- Cultural destruction is real violence, beyond violence against the body. Where westerners dismissed the Bougainville rebellions and resistance as fuelled by a demand for more money Professor Lasslett pointed out that people do not willingly sacrifice their lives for money, they do so for something more permanent that their own life, for their culture, their way of life – that which came before them and endures after them and which exploitative and extractive colonialism threatens with violent destruction.
- The observation from one interviewee that the “white man” asserts our revolutions are for the benefit of all humanity, for ideals like liberty and equality, while the “black man’s” revolutions are portrayed as being born out of greed. Yet the Bougainville revolution was one for the benefit of all humanity, for a universal principle of safeguarding nature – it was an eco-revolution.
Within the clip, there was one quote that caught the attention of many in the audience as one speaker described the issue with “the foreigner” being that “the problem was created in his own land” but he brought it to Bougainville. That seems to sum the fundamental issues with colonialism and capitalism, the exporting of problems through the extraction of resources and labour.
Dr Stephen Butler chaired a panel discussion with Professor Lasslett, Dr Radhika Borde, Dr James Ward and Dr Chris McGonigle. There was much to talk about and the discussion could have gone on way beyond the available time.
There were interesting insights into the patronising attitudes of western industrialists and politicians assuming their experts knew better than the astute indigenous people. In the ways our cultures “advance” we assume that they are reaching some pinnacle that sets them above other cultures, rather than accepting that they are diverging, more than advancing, in ways which set them apart from rather than superior to other cultures. For example while we might think our computer age personas infinitely superior to that of medieval times, those people had context specific knowledge and understanding that enabled him to survive and thrive in their environments in ways we no longer could.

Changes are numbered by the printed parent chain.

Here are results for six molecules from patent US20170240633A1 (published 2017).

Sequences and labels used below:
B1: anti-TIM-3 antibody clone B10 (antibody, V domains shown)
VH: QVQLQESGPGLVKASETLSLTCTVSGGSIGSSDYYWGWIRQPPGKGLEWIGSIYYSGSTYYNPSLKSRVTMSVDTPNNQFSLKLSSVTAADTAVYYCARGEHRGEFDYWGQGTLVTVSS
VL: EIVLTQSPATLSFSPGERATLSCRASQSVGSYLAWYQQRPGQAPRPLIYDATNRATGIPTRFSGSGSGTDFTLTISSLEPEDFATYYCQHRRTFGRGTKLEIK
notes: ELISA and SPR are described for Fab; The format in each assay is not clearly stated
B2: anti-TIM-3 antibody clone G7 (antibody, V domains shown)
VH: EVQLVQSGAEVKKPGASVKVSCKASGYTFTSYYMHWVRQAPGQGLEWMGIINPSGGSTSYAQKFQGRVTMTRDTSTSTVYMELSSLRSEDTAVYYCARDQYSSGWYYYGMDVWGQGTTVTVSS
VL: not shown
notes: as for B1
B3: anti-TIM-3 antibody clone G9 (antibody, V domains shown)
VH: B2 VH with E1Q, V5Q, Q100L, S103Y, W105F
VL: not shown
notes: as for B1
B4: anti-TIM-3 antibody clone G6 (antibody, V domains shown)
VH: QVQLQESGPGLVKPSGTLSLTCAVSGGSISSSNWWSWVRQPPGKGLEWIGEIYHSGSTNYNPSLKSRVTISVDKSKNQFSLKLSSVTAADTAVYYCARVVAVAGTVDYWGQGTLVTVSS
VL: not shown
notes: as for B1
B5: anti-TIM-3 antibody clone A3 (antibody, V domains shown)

The panel considered the question “Why are more films like Ophir not made, funded or shown on mainstream media?” Professor Lasslett explained that despite its success at film festivals Ophir had yet to break out into say Netflix or other companies. One might detect the cold dead hand of commercialism’s pursuit of low-risk profit – I mean how many cloned Hallmark Christmas movie plots will we all be subjected to this month! Media today seems designed for a mix of outrage (controversy generates click bait) and safety (give them what we tell them we know they want). Its potential as an educator (outside some sterling work by local news) seems to have been lost through amalgamation into commercial media monoliths. (Just as our agriculture and industry have lost that diversity and fragmentation that protects it and us from environmental or economic shocks.)
Dr Borde spoke interestingly about a successful environmental movement in her native India where a group of activists had effectively resisted the development of a steel mine through espousing the language and imagery of the film Avatar. This extended even as far as going garbed in blue cos-play to protest outside the business’s London offices and ultimately forced a Supreme Court decision to hold a Green Referendum on the steel plant proposal. This mix of fiction, fact and theatre in making protest effective was interesting to me having just read Martha Wells’ System Collapse where again an exploitative commercial entity is poised to annex in body and spirit a group of stranded colonists.
[Spoiler alert] The System Collapse plot twist depends on the good guys generating a film mixing extracts from fiction and hard evidence to make a persuasive case for the colonists that shows what harm the antagonist corporation will bring to them. [End Spoiler] The idea of fiction as activism, the lie that tells a truth is a powerful one – and one that can cut through the emotive manipulation of corporate messaging with a different kind of hopeful emotion laden imagery.